Getting Started ETL’s platform allows organizations to integrate, process, and prepare data for analytics on the cloud. By providing a coding and jargon-free environment, ETL’s scalable platform ensures businesses can quickly and easily benefit from the opportunities offered by big data without having to invest in hardware, software, or related personnel. With ETL, every company can have immediate connectivity to a variety of data stores and a rich set of out-of-the-box data transformation components.

The main terms you will encounter in the ETL documentation include:


Connections define the data repositories or services your ETL account can read data from or write data to. The connections contain access information that is stored securely and can only be used by your account's members.


An ETL package is a data flow definition. Each package can be either dataflow or workflow.

  • Dataflow- ETL Dataflow describes the data sources, transformations to perform, and the output destinations (location, schema).
  • Workflow- Workflows are packages that allow defining dependencies between tasks, such as executing a SQL query or running a dataflow package. You can define the dependencies and the conditions for executing a task, for example--task can be executed only when the previous task was completed successfully.

Once you define a package, you can verify it, and, as in any development lifecycle, fix any errors and re-verify until the package is ready to run as a job on a cluster.

You can create your own package from scratch or use one of our pre-defined templates. To create a package from a template, create a new package and select the desired template from the 'Templates' dropdown.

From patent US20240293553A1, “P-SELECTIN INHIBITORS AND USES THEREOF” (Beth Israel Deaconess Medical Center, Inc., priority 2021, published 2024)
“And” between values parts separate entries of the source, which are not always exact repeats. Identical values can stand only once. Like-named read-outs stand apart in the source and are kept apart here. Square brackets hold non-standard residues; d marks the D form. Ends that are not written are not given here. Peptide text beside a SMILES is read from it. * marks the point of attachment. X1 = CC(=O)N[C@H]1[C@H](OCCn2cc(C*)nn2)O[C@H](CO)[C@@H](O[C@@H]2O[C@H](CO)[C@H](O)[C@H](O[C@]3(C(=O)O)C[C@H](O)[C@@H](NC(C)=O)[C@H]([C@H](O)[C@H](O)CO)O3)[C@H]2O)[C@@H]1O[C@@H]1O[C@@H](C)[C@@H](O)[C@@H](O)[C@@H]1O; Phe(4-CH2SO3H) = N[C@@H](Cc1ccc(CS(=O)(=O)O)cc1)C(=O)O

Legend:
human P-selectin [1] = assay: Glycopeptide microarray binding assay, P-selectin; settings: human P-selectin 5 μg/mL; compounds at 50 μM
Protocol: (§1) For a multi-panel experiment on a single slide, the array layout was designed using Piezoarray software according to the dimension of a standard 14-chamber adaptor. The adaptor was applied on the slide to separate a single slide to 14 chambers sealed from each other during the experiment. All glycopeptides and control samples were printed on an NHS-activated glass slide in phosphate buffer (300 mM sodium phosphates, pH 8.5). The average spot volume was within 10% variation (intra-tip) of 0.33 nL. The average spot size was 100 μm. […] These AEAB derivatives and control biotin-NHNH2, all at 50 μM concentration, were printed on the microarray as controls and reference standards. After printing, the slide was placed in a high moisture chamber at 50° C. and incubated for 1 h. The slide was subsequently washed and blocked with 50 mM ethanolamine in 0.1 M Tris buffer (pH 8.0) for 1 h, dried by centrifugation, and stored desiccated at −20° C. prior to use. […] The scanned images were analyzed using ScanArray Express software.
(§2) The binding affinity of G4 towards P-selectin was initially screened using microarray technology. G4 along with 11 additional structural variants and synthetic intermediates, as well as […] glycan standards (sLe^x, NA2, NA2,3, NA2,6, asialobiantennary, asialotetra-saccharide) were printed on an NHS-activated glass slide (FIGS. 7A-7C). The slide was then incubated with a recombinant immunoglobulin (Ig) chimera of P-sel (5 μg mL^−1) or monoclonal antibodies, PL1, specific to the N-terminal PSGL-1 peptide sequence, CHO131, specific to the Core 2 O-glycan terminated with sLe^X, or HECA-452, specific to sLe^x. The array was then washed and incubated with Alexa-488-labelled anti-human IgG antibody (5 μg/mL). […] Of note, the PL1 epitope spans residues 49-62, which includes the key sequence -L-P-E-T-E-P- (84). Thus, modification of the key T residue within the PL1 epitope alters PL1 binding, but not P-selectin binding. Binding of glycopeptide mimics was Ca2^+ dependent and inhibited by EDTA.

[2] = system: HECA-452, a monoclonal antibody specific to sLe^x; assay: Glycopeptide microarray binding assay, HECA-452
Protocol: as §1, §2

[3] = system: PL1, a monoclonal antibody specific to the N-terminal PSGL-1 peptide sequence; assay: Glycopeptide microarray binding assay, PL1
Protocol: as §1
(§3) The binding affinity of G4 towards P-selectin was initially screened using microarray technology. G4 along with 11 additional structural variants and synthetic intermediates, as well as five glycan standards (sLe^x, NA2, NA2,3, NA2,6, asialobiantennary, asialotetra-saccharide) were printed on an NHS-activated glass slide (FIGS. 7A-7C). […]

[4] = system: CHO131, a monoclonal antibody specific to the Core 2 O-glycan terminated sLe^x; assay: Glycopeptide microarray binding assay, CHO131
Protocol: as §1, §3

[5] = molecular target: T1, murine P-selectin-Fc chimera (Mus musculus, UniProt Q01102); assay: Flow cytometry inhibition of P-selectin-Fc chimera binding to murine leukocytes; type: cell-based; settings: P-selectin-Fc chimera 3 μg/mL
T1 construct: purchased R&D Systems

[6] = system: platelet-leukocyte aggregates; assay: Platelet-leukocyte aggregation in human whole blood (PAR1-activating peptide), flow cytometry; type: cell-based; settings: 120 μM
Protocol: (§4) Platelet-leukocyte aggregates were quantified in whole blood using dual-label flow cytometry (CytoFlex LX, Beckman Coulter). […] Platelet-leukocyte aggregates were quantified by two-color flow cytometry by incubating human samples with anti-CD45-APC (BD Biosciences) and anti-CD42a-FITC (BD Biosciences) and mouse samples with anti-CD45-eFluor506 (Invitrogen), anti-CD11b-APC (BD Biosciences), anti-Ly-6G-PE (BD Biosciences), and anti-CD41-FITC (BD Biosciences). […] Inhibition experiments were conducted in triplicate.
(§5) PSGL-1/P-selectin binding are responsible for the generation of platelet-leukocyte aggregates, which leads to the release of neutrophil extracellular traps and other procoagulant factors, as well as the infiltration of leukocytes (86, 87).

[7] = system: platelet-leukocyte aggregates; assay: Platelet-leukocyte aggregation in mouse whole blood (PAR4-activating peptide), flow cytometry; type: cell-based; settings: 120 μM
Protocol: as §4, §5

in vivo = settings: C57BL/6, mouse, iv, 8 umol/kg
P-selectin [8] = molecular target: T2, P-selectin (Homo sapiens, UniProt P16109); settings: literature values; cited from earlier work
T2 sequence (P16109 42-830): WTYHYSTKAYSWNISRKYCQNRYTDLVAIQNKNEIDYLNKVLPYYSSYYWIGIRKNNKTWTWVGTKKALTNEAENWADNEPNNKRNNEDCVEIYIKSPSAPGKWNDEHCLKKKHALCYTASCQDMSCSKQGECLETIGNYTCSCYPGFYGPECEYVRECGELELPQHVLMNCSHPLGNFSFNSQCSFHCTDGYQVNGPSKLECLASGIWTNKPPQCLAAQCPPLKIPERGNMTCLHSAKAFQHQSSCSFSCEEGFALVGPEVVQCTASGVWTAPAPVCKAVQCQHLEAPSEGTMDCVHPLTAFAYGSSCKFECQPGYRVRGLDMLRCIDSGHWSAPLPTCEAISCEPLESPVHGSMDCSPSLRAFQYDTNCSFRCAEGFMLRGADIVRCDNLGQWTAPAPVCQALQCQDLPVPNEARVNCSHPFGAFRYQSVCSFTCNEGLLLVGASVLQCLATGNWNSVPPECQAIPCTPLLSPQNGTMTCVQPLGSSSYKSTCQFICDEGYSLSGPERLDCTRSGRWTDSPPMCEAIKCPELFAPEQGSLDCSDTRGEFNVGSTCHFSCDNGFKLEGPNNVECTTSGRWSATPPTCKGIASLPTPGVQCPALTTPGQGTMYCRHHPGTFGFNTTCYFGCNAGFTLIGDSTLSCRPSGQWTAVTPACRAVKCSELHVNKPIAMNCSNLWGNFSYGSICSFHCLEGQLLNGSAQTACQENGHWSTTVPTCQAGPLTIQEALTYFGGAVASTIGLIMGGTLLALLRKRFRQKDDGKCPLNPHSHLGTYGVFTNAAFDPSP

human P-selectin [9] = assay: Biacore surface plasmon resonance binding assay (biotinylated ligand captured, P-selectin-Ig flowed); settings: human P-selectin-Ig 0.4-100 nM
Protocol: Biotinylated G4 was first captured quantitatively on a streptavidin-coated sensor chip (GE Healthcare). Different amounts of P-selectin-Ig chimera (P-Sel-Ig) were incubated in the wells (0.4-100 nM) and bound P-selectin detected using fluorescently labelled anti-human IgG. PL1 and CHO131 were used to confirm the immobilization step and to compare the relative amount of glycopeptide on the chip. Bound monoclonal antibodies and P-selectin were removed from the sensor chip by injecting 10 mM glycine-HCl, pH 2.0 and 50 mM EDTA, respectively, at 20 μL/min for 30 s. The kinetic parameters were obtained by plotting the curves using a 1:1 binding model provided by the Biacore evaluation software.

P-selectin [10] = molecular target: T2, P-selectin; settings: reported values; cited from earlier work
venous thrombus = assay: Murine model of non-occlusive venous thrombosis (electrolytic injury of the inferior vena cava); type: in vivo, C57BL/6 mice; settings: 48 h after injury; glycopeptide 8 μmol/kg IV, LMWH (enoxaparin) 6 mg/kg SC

An ETL cluster is a group of machines (nodes) that is allocated exclusively to your account's users. You can create one or more clusters, and you can run one or more jobs on each cluster. A cluster that you've created remains allocated to your account until you request to terminate the cluster.

Your account includes a free sandbox cluster for testing jobs on relatively small amounts data during the package development cycle.


An ETL job is a process that is responsible for running a specific package on a cluster. The job is a batch process that processes a finite amount of data and then terminates. Several jobs can run the same package simultaneously. When you run a new job, you select the name of the package whose workflow the job should perform, and the cluster on which to run.

Getting Started

After signing in to your account, you will be taken to ETL’s dashboard, where you can access all components of ETL: connections, packages, jobs, clusters, schedules, and settings.

  1. The first step would be creating a package, by clicking on the New package button (2) under Packages (1) and selecting Dataflow (3).
    You can create your own package from scratch or use one of our pre-defined templates. Templates are packages that capture all of the important information from a particular source and push the data into the determined destination.